Here, in another of my Toastmasters speeches, I talk about the importance of fiction. “The Power of Stories” is a subject that’s dear to me, in this time when people only read how-to. Fiction makes us more empathetic, smarter, and creative. It makes us better people …
Albert Einstein was asked how to make children intelligent. He replied, “Read them fairy tales. If you want them to be more intelligent, read them more fairy tales.”
By intelligent, he meant beyond good grades and paychecks. He spoke of our becoming human beings, not merely human doings.
Imagine that in this video, my white sweater hood is red, that covering my head with it transforms me…
That an ordinary plastic bag is a wicker basket filled with fresh baked cinnamon rolls, and that when I hold my fingers to my lips, I’m licking the stickiness of honey. Under my feet, a forest of spicy pine needles and earthy wetness crunches to mingle with the sweet scents.
Imagine that beyond trees ahead, sound the yips of what might be new puppies that she’s adopted. The nearer we get, however, the more our skin tingles with panic.
Okay — a different scenario — when I rip paper into strips and place them before us on a pretend version of an oak table in an imaginary one-room log cabin, the scraps represent three sizes of bowls of porridge. When I toss paperclips about, they double as tufts of greasy brown fluff. The chairs we sit on are three varying sizes of them chairs, one broken to bits.
When we shut our eyes, warm steam rises from the bowls. We inhale the delicious scents of melted butter and hot maple syrup. Cold air rushes about our ears from an open door to the outside. We look around and discover that the prior inhabitants left in a rush.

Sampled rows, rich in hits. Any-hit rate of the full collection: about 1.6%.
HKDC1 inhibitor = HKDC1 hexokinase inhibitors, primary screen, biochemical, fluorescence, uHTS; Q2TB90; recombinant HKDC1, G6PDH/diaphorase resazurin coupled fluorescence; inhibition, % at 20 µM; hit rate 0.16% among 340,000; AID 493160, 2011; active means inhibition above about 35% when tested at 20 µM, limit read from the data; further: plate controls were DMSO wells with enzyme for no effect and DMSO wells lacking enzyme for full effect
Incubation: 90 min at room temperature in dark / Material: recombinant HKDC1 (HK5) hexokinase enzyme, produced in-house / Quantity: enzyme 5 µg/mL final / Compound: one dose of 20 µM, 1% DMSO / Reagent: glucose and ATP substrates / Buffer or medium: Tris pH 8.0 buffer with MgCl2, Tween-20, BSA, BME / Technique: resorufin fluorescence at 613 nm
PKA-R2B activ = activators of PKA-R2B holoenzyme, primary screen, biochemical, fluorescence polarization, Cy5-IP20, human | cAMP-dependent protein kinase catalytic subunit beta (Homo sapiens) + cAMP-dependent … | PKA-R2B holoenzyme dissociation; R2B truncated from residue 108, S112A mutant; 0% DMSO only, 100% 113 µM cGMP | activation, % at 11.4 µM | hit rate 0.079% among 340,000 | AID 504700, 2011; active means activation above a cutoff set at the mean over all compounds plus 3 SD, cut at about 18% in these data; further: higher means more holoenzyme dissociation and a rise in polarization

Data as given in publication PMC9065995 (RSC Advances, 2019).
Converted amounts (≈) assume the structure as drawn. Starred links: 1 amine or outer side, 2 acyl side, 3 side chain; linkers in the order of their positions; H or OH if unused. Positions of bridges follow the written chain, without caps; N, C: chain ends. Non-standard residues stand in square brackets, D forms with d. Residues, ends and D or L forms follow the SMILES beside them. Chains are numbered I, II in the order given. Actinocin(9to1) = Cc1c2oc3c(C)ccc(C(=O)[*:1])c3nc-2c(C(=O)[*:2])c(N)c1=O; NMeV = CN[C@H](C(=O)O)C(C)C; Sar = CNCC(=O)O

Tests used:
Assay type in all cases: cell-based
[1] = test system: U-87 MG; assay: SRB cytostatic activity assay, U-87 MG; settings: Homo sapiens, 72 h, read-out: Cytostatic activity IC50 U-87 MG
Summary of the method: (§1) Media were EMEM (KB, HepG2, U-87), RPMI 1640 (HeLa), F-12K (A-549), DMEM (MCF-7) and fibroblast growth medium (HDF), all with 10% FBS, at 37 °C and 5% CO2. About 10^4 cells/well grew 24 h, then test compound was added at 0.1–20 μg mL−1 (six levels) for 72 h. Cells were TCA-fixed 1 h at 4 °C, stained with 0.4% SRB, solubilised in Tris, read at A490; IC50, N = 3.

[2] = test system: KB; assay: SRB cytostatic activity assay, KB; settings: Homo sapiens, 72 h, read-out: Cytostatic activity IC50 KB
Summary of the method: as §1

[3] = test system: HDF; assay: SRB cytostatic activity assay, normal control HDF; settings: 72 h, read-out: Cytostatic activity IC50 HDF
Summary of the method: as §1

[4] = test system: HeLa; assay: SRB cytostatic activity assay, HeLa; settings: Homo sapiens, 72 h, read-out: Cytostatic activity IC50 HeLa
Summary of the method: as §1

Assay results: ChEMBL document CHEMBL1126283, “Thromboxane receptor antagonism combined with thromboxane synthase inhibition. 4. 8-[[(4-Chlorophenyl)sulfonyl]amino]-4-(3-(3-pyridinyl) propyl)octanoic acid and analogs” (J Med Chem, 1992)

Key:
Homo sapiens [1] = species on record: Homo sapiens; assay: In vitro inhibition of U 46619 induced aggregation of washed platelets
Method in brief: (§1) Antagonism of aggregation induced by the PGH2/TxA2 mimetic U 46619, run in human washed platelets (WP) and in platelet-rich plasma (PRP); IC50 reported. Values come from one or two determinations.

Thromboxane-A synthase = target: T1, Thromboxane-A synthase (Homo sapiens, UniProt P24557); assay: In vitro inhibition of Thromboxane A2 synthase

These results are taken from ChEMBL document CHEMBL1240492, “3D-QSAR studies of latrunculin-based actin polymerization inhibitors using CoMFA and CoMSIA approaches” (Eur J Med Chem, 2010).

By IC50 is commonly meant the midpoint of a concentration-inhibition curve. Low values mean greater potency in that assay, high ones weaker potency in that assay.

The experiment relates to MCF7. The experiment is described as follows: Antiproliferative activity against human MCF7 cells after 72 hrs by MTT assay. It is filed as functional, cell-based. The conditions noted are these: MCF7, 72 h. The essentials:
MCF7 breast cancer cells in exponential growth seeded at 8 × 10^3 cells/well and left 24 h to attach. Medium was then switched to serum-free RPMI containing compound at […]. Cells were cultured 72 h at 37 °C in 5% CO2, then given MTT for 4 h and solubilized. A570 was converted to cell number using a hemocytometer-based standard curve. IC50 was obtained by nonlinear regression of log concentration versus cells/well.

Okay — now scratch both stories, and we’re back to reality.
Was either tale familiar to you? When you were quite young, did you hear, read, or tell the stories of “Little Red Riding Hood,” and of “The Three Bears”?
Imagining is a muscle — as essential to flex, deepen, and expand as it is to eat well, exercise, and think positively. Fiction helps us become better in every way.
If there exist cultures that don’t value the power of stories, I’m not aware of them. Most people I know barely read, and when they do, its non-fiction — spiritual, how-to, self-help, work facts, or textbooks. They say they don’t have time for novels or shorter stories.
If people understood the value of fiction, they would make time for it. As a former journalist, I know facts are important. As a reader and a novelist, I also know the unparalleled power of fiction. Facts help us become productive. Fiction helps us make sense of life. Fine literary fiction transports us into imaginary shoes, times, and places. We become more human. We take the time to value fun.
The best stories, it has been said, are those that make us cry as well as laugh.
Do you allow yourself time to read fiction?